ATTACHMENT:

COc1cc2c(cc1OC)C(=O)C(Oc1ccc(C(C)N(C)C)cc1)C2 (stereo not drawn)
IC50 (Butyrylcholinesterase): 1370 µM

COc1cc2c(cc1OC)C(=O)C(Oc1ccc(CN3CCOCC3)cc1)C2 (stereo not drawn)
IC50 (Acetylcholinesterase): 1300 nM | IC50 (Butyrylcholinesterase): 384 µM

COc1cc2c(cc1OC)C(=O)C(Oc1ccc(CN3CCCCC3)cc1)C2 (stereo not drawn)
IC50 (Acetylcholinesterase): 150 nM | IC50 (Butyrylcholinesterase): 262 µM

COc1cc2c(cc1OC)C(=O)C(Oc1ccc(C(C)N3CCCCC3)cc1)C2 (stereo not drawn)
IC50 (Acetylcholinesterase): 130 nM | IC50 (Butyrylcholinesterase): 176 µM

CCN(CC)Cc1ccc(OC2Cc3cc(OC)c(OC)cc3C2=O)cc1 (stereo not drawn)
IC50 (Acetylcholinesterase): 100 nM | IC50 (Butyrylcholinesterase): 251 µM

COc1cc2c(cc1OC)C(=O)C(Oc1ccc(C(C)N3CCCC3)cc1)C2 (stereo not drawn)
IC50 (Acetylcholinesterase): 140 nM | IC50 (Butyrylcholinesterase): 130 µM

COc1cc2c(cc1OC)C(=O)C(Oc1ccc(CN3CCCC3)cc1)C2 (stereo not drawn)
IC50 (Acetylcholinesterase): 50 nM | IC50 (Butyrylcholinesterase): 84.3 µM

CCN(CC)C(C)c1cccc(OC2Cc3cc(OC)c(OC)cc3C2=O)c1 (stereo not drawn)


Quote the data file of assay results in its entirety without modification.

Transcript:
COc1cc2c(cc1OC)C(=O)C(Oc1ccc(C(C)N(C)C)cc1)C2 (stereo not drawn)
IC50 (Butyrylcholinesterase): 1370 µM

COc1cc2c(cc1OC)C(=O)C(Oc1ccc(CN3CCOCC3)cc1)C2 (stereo not drawn)
IC50 (Acetylcholinesterase): 1300 nM | IC50 (Butyrylcholinesterase): 384 µM

COc1cc2c(cc1OC)C(=O)C(Oc1ccc(CN3CCCCC3)cc1)C2 (stereo not drawn)
IC50 (Acetylcholinesterase): 150 nM | IC50 (Butyrylcholinesterase): 262 µM

COc1cc2c(cc1OC)C(=O)C(Oc1ccc(C(C)N3CCCCC3)cc1)C2 (stereo not drawn)
IC50 (Acetylcholinesterase): 130 nM | IC50 (Butyrylcholinesterase): 176 µM

CCN(CC)Cc1ccc(OC2Cc3cc(OC)c(OC)cc3C2=O)cc1 (stereo not drawn)
IC50 (Acetylcholinesterase): 100 nM | IC50 (Butyrylcholinesterase): 251 µM

COc1cc2c(cc1OC)C(=O)C(Oc1ccc(C(C)N3CCCC3)cc1)C2 (stereo not drawn)
IC50 (Acetylcholinesterase): 140 nM | IC50 (Butyrylcholinesterase): 130 µM

COc1cc2c(cc1OC)C(=O)C(Oc1ccc(CN3CCCC3)cc1)C2 (stereo not drawn)
IC50 (Acetylcholinesterase): 50 nM | IC50 (Butyrylcholinesterase): 84.3 µM

CCN(CC)C(C)c1cccc(OC2Cc3cc(OC)c(OC)cc3C2=O)c1 (stereo not drawn)